Sterilization could be the next weapon in the war against rabbits in
Australia, the chief of South Australia's calicivirus program said today.
Ron Sinclair, the SA calicivirus release coordinator said the CSIRO
[Commonwealth Scientific and Industrial Research Organization] was already
working on ways of spreading a protein to rabbits to make them sterile.
According to the article, there are reports that rabbits had already grown
immune to the calicivirus [that causes rabbit hemorrhagic disease, i.e.,
rabbit hemorrhagic disease virus (RHDV), which the Australians call rabbit
calicivirus and the disease rabbit calicivirus disease or RCD]. It was
hoped the protein would be spread in the same way as RHDV -- via insects.
Sinclair said three years' research had already been done but it would take
about another 10 years before it [sterilization protein] could be properly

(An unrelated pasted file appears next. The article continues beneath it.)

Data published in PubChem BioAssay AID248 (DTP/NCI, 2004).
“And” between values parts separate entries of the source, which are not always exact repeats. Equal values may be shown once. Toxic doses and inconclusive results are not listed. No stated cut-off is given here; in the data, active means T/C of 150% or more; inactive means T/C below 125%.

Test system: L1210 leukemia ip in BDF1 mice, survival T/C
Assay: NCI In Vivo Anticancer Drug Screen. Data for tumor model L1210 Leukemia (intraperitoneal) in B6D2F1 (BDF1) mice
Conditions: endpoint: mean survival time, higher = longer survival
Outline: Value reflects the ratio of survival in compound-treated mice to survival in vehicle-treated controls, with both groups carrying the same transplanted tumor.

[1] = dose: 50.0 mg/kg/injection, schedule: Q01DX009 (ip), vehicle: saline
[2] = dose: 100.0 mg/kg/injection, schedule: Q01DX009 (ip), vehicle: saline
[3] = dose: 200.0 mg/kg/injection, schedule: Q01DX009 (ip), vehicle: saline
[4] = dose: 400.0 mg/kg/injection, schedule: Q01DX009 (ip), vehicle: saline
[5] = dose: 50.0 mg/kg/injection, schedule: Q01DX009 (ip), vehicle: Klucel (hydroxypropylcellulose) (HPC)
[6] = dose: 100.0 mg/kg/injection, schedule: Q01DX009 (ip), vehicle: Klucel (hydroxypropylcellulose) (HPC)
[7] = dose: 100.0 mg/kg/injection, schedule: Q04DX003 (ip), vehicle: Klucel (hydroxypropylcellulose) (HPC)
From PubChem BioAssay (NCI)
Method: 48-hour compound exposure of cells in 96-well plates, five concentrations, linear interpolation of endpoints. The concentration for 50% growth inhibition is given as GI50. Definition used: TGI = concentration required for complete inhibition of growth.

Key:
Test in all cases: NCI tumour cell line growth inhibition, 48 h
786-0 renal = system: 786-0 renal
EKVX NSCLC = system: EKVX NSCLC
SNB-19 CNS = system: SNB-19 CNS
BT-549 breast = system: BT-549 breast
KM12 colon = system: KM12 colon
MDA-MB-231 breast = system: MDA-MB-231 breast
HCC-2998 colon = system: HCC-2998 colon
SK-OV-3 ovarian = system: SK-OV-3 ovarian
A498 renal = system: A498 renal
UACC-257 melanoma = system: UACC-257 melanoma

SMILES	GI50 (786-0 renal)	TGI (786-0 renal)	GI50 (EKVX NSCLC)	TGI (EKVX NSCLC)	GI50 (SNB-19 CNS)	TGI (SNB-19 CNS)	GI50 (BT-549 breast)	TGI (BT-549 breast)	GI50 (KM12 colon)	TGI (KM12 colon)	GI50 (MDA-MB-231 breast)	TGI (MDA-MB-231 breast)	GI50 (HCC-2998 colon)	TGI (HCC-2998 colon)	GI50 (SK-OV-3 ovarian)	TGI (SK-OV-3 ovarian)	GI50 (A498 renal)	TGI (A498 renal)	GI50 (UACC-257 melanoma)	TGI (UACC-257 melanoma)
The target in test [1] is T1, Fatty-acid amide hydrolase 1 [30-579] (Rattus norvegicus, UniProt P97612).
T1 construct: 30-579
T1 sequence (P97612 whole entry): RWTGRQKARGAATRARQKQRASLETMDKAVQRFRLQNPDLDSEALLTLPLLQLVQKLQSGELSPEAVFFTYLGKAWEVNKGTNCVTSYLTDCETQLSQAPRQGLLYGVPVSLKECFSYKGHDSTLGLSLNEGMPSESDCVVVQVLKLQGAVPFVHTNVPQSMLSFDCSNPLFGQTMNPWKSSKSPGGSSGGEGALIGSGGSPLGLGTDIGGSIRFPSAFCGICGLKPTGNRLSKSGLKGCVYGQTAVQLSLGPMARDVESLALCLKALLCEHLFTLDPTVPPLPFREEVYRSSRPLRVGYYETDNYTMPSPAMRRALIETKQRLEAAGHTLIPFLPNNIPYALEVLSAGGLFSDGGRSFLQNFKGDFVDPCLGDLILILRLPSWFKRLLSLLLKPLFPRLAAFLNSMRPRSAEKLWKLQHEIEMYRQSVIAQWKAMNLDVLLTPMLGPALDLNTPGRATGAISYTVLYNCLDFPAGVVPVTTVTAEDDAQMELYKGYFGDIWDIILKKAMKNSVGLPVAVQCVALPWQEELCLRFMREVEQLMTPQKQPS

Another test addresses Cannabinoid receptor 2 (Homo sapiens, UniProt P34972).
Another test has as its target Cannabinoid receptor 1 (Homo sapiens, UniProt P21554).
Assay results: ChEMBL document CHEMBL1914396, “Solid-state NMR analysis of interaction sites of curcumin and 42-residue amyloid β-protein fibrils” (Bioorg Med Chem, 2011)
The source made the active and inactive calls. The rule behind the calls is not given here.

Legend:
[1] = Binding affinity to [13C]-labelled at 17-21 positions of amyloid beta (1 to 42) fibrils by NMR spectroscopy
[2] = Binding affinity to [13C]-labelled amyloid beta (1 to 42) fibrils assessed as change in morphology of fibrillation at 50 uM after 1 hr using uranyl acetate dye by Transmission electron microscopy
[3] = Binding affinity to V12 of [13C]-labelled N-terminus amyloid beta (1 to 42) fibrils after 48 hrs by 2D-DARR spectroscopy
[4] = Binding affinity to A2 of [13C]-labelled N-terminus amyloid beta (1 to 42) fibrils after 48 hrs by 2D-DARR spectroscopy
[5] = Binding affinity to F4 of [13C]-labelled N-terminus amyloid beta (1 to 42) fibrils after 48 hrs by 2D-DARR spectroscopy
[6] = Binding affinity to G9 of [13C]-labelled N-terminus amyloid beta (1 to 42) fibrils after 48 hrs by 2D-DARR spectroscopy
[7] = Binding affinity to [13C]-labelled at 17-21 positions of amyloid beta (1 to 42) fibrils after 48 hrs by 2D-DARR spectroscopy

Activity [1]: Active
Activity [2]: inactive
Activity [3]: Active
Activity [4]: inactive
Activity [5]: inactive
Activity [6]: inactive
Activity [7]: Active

developed. He said even if a sterilization program was developed, the onus
would be on farmers to do more, rather than rely solely on biological
control to destroy rabbits which caused millions of dollars damage to
farming areas. [Further, he said that controls such as RCD and myxomatosis
would never get rid of the last rabbit, adding farmers needed to rip up
warrens to maximize the impact of the disease. He was quoted as saying,
"If you just think a biological control agent is going to get rid of your
rabbit problem, you're fooling yourself."
The article said that recent reports had suggested rabbit numbers were at
20 per cent of pre-RCD levels in some parts of the Northern Territory where
warrens had not been ripped up. But Sinclair said the warrens were crucial
to rabbit breeding and protection from predators.
He also said the day would come when rabbits became immune to RCD but there
was no suggestion it had already happened.
However, it has been discovered the virus was harder to spread in humid and
tropical areas of the country because the weather often kept insects less
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